Children’s Cosmographies: Understanding the Earth’s Shape and Gravity

Sneider, Cary I. and Pulos, Steven (1983) Children’s Cosmographies: Understanding the Earth’s Shape and Gravity. Science Education, 67 (2). pp. 205-221. ISSN 1098-237X

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Abstract

The concept of the earth as a gigantic ball surrounded by space is a basic component of the modern world view. Unless children understand this idea, they cannot understand the answers to commonly asked questions such as: “Why do we have day and night?” In addition, the closely related concept that the “down” direction always points towards the earth’s center is important in understanding the answers to further questions such as: “Why don’t people who live near the South Pole fall off?” and “Why don’t space satellites fall?” Research on children’s concepts of the earth’s shape and gravity is consequently of great interest to those concerned with how and when to introduce many topics in the astronomy and geography curriculum.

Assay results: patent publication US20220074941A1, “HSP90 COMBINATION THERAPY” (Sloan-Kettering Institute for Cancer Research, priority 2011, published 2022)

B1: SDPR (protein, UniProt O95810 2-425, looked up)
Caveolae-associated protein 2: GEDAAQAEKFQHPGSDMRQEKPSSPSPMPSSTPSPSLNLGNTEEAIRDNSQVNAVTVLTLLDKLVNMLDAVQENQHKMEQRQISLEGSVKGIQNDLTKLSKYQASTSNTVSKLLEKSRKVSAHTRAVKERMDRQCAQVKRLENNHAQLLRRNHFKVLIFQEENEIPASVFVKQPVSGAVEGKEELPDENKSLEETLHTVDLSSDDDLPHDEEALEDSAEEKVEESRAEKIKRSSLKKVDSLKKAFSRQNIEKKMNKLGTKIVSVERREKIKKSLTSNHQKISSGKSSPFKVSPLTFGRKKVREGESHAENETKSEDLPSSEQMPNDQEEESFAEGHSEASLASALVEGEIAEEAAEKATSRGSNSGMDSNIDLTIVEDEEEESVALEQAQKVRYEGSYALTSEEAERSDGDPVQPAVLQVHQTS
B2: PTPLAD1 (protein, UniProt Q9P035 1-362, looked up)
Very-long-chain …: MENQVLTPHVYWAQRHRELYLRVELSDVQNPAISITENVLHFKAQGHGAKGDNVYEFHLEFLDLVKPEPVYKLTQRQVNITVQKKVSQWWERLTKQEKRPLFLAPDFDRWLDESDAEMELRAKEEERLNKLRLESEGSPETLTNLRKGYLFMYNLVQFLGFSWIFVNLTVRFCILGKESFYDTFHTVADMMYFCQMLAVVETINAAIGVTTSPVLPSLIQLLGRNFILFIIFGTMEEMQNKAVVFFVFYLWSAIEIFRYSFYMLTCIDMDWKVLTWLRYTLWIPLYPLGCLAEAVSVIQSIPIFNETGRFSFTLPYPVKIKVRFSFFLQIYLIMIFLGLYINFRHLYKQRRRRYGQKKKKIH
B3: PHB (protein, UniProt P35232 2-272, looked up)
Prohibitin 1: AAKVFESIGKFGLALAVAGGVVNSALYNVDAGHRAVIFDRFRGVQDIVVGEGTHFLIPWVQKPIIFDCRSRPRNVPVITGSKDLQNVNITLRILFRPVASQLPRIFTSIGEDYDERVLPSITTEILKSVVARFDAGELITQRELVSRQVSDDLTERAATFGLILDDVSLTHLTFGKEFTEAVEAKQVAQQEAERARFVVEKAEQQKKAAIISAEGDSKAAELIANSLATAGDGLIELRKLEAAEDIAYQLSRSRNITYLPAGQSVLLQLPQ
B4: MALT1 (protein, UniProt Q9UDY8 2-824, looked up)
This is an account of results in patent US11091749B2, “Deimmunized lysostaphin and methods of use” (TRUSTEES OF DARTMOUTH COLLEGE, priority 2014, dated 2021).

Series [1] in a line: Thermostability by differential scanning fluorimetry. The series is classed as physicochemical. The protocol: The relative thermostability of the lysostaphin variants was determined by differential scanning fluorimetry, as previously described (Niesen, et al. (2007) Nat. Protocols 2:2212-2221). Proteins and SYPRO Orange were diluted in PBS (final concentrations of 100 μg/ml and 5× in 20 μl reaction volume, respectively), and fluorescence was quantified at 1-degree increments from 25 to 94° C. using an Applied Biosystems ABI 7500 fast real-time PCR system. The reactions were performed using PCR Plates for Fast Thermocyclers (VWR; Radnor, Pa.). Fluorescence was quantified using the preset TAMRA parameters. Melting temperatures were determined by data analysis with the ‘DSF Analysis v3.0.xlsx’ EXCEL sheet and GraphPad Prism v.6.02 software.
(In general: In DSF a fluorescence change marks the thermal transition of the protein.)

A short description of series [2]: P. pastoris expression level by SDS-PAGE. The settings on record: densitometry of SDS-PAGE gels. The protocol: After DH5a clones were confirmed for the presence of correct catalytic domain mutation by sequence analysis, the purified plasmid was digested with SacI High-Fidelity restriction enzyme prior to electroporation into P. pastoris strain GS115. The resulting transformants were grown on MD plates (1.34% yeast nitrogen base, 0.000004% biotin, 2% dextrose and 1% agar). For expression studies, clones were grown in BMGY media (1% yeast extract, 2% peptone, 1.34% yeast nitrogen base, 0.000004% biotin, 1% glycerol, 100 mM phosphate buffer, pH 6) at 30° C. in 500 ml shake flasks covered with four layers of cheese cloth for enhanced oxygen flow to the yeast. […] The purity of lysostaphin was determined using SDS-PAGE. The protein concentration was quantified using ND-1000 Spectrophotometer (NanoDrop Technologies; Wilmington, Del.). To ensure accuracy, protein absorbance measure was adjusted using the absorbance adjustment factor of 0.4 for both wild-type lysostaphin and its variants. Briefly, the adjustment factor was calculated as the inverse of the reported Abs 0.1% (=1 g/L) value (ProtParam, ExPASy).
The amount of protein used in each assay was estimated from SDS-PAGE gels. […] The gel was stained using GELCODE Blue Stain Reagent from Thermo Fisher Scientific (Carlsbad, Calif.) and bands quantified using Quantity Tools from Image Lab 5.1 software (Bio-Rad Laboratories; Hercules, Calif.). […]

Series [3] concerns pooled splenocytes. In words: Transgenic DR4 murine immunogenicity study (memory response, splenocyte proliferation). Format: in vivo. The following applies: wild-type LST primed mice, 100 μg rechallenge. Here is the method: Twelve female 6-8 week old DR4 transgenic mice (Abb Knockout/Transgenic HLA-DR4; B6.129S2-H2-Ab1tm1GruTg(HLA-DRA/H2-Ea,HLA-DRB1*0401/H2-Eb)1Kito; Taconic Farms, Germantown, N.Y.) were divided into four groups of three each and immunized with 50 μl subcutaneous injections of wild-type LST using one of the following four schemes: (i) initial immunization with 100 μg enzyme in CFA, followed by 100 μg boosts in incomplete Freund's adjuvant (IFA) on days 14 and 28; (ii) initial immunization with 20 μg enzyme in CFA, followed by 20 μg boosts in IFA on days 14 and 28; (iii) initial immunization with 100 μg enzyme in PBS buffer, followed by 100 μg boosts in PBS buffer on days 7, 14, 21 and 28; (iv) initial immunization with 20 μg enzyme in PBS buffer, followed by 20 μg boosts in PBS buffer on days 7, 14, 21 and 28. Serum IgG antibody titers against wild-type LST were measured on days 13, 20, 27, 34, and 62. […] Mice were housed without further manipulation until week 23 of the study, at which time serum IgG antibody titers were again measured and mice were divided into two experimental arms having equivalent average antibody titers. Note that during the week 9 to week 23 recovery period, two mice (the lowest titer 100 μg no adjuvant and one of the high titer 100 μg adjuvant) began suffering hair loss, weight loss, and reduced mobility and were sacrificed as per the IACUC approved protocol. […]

Item Type: Article
Subjects: Astronomy Education Research
Depositing User: Dr Michael Fitzgerald
Date Deposited: 02 Mar 2018 02:19
Last Modified: 20 Aug 2018 05:14
URI: http://istardb.org/id/eprint/1714

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